Why can't we understand the content of a binary file after compiled?-Collection of common programming errors

So, if I have understood everything correctly

Not quite.

It is a binary file and its data is incomprehensible for us humans

Typically a binary file is incomprehensible to human and machine, especially when the purpose of the file is unknown. Note that not all binary files are executable files. A lot of binary files are data files that do not contain any machine instructions. That is why file extensions are used when naming files (in some OSes). The .com extension was used by CP/M to denote an executable file. The .exe extension was added by MS-DOS to denote another executable file format. *nixes use the execute attribute to denote which files can be executed, although it could be script as well as code.

As already mentioned by others, binary files, which contain numbers, should be viewed by a hex dump program or hex editor and not by a text viewer.

there is a example of the content of the ping.exe program

That file is actually a relocatable program, and not all of the data in that file represents machine code. There is information about the program such as which dynamic libraries it needs, which routines have to be linked, requirements for stack and program & data memory, and the program’s entry point. Address operands in the file could be relative values that need to be calculated to absolute values, or references that need to be resolved.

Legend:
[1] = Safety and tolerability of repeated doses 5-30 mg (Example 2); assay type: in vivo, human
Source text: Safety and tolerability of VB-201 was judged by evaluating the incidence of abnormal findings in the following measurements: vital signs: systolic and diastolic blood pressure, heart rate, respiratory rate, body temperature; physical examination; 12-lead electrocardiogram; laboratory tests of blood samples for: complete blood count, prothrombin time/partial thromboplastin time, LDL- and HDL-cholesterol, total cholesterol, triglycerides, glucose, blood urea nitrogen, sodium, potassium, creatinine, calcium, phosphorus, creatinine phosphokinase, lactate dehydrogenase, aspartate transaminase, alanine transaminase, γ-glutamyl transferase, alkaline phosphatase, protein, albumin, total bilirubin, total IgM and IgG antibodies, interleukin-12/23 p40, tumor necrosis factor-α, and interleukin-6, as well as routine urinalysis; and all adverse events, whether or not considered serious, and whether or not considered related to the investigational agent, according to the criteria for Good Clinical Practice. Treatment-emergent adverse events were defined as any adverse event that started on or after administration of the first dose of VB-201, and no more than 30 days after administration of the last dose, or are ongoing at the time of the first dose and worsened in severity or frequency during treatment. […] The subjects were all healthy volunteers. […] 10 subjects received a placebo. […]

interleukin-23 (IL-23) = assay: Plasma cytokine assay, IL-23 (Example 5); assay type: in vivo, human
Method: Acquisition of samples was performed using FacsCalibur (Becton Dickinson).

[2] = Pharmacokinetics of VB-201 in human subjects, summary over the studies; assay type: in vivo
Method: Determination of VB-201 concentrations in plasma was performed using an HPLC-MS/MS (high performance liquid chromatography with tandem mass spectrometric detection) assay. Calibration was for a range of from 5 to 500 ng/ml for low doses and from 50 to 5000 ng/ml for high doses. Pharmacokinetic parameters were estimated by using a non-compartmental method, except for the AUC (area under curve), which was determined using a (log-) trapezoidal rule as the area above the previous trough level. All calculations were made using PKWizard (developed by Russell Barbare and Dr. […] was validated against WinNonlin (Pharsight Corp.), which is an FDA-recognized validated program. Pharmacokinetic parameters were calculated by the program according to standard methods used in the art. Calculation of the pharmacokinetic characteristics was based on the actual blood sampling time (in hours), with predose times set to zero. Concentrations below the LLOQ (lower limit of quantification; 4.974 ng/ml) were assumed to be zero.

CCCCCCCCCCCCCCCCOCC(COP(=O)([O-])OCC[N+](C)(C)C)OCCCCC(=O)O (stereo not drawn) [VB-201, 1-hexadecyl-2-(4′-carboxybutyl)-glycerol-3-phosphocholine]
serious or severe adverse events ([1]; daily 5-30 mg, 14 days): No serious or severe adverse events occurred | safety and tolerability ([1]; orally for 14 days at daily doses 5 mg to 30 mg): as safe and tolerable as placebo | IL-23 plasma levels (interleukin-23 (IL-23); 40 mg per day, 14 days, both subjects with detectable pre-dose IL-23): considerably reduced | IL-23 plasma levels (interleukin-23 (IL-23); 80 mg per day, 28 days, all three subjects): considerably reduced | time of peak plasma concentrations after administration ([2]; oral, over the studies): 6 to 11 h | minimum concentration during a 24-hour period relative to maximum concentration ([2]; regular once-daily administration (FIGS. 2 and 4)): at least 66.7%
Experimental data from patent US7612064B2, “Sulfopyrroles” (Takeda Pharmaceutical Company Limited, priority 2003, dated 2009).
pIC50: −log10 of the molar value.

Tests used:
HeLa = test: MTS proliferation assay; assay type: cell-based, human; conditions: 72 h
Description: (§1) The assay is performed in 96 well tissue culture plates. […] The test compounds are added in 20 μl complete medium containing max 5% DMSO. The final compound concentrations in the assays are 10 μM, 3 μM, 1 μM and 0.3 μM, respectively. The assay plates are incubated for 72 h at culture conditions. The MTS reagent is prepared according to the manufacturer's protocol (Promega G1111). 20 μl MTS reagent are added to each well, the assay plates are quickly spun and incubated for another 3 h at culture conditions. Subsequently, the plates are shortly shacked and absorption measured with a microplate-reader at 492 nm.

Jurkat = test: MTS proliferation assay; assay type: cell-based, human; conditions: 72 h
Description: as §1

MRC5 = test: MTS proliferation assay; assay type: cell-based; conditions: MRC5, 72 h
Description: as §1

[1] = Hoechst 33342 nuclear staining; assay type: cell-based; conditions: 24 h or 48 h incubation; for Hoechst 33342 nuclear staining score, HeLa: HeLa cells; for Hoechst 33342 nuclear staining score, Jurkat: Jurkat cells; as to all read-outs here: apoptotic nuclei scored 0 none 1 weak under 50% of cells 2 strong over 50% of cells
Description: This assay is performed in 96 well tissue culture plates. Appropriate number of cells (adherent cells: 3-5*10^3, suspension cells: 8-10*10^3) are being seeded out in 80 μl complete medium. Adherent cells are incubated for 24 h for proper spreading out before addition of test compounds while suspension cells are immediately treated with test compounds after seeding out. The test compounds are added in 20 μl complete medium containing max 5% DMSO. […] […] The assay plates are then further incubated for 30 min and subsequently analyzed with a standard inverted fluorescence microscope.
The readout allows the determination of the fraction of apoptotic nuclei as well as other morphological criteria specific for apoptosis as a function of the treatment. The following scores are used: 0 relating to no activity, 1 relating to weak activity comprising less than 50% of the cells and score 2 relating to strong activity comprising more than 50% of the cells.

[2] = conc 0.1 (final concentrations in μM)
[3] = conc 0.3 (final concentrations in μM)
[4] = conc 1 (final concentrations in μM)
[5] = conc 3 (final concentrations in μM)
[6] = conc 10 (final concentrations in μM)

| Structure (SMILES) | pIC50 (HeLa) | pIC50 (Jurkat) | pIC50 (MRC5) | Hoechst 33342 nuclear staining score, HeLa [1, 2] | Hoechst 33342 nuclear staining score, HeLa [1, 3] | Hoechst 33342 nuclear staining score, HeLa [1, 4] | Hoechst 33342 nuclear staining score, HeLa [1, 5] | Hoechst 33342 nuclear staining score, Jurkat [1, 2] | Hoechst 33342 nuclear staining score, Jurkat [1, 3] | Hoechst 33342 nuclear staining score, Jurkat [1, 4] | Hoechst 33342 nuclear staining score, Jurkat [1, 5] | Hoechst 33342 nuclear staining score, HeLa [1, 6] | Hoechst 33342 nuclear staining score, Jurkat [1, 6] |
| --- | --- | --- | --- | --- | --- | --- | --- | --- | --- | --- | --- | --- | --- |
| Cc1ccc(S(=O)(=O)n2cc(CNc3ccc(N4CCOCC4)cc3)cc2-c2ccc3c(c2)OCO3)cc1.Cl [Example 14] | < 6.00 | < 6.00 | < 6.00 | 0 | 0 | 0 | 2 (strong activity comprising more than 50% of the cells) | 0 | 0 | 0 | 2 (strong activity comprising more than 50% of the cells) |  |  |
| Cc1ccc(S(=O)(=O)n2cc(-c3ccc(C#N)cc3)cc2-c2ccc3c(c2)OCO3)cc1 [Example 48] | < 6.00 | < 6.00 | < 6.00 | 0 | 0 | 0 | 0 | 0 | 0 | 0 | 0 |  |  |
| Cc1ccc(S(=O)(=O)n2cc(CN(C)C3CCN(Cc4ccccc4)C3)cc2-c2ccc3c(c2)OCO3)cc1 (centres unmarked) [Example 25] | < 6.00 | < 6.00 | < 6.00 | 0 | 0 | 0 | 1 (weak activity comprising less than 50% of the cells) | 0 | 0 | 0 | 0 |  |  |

The “program file” that you’re probably thinking of is called a binary image file or a dump of program memory. Such a file would contain only machine code and data, with all address references properly set for execution.

even if they know Assembly code(the lowest level of machine language.)

Assembly language is not the same as machine language. The typical (as to exclude high-level language computers) CPU accepts machine code as input, one instruction at a time. The operands are either registers or numeric memory addresses. Assembly language is a higher-level language that can use symbolic labels for instruction locations and variables, as well as replacing numeric op-codes with mnemonics. An assembly language program has to converted to machine language/code before it can actually be executed (typically by utilities called assembler, linker and loader).

The reverse operation, disassemby, can be performed on program files with some success and loss of symbolic information. Disassembly of a memory dump or program image file is more trial & error, as code and data locations need to be identified manually.

BTW there are persons that can read and code the (numeric) machine code. Of course this is a lot easier on an 8-bit CPU or microcontroller than a 32-bit CISC processor with a dozen memory address modes.

Originally posted 2013-11-10 00:10:52.